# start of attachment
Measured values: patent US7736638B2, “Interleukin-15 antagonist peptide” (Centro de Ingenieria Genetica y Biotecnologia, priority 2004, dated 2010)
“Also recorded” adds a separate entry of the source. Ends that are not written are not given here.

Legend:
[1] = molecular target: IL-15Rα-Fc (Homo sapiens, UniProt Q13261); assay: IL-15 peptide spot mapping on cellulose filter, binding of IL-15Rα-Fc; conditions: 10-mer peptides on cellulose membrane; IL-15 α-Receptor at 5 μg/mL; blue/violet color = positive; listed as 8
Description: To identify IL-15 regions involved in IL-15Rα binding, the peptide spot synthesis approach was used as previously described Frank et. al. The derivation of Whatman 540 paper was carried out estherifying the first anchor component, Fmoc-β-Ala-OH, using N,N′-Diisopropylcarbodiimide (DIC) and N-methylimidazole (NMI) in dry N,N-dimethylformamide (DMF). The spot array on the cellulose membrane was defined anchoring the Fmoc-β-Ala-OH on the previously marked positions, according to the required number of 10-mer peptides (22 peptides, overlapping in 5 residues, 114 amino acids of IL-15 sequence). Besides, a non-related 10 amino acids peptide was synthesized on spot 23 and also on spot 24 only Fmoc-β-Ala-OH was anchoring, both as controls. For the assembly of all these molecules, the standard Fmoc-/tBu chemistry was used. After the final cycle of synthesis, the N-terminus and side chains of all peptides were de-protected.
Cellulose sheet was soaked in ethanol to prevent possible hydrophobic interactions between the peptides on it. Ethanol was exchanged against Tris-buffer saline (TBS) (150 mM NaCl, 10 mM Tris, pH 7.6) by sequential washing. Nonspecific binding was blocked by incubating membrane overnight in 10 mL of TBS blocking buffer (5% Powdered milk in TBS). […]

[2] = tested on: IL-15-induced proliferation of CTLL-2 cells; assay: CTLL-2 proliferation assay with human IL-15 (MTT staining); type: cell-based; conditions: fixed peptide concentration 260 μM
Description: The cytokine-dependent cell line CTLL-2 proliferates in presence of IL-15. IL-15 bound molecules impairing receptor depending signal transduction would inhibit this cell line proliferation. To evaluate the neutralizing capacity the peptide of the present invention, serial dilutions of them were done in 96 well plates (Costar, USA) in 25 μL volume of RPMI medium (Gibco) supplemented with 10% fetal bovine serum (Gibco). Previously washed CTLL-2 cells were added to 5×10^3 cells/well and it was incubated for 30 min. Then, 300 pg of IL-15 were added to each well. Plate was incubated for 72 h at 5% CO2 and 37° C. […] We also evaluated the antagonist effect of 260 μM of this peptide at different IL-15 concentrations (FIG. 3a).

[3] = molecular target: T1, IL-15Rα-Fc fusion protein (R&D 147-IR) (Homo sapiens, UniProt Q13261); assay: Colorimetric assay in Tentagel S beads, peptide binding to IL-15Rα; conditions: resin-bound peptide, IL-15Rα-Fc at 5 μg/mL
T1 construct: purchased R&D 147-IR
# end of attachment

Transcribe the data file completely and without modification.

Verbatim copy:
Measured values: patent US7736638B2, “Interleukin-15 antagonist peptide” (Centro de Ingenieria Genetica y Biotecnologia, priority 2004, dated 2010)
“Also recorded” adds a separate entry of the source. Ends that are not written are not given here.

Legend:
[1] = molecular target: IL-15Rα-Fc (Homo sapiens, UniProt Q13261); assay: IL-15 peptide spot mapping on cellulose filter, binding of IL-15Rα-Fc; conditions: 10-mer peptides on cellulose membrane; IL-15 α-Receptor at 5 μg/mL; blue/violet color = positive; listed as 8
Description: To identify IL-15 regions involved in IL-15Rα binding, the peptide spot synthesis approach was used as previously described Frank et. al. The derivation of Whatman 540 paper was carried out estherifying the first anchor component, Fmoc-β-Ala-OH, using N,N′-Diisopropylcarbodiimide (DIC) and N-methylimidazole (NMI) in dry N,N-dimethylformamide (DMF). The spot array on the cellulose membrane was defined anchoring the Fmoc-β-Ala-OH on the previously marked positions, according to the required number of 10-mer peptides (22 peptides, overlapping in 5 residues, 114 amino acids of IL-15 sequence). Besides, a non-related 10 amino acids peptide was synthesized on spot 23 and also on spot 24 only Fmoc-β-Ala-OH was anchoring, both as controls. For the assembly of all these molecules, the standard Fmoc-/tBu chemistry was used. After the final cycle of synthesis, the N-terminus and side chains of all peptides were de-protected.
Cellulose sheet was soaked in ethanol to prevent possible hydrophobic interactions between the peptides on it. Ethanol was exchanged against Tris-buffer saline (TBS) (150 mM NaCl, 10 mM Tris, pH 7.6) by sequential washing. Nonspecific binding was blocked by incubating membrane overnight in 10 mL of TBS blocking buffer (5% Powdered milk in TBS). […]

[2] = tested on: IL-15-induced proliferation of CTLL-2 cells; assay: CTLL-2 proliferation assay with human IL-15 (MTT staining); type: cell-based; conditions: fixed peptide concentration 260 μM
Description: The cytokine-dependent cell line CTLL-2 proliferates in presence of IL-15. IL-15 bound molecules impairing receptor depending signal transduction would inhibit this cell line proliferation. To evaluate the neutralizing capacity the peptide of the present invention, serial dilutions of them were done in 96 well plates (Costar, USA) in 25 μL volume of RPMI medium (Gibco) supplemented with 10% fetal bovine serum (Gibco). Previously washed CTLL-2 cells were added to 5×10^3 cells/well and it was incubated for 30 min. Then, 300 pg of IL-15 were added to each well. Plate was incubated for 72 h at 5% CO2 and 37° C. […] We also evaluated the antagonist effect of 260 μM of this peptide at different IL-15 concentrations (FIG. 3a).

[3] = molecular target: T1, IL-15Rα-Fc fusion protein (R&D 147-IR) (Homo sapiens, UniProt Q13261); assay: Colorimetric assay in Tentagel S beads, peptide binding to IL-15Rα; conditions: resin-bound peptide, IL-15Rα-Fc at 5 μg/mL
T1 construct: purchased R&D 147-IR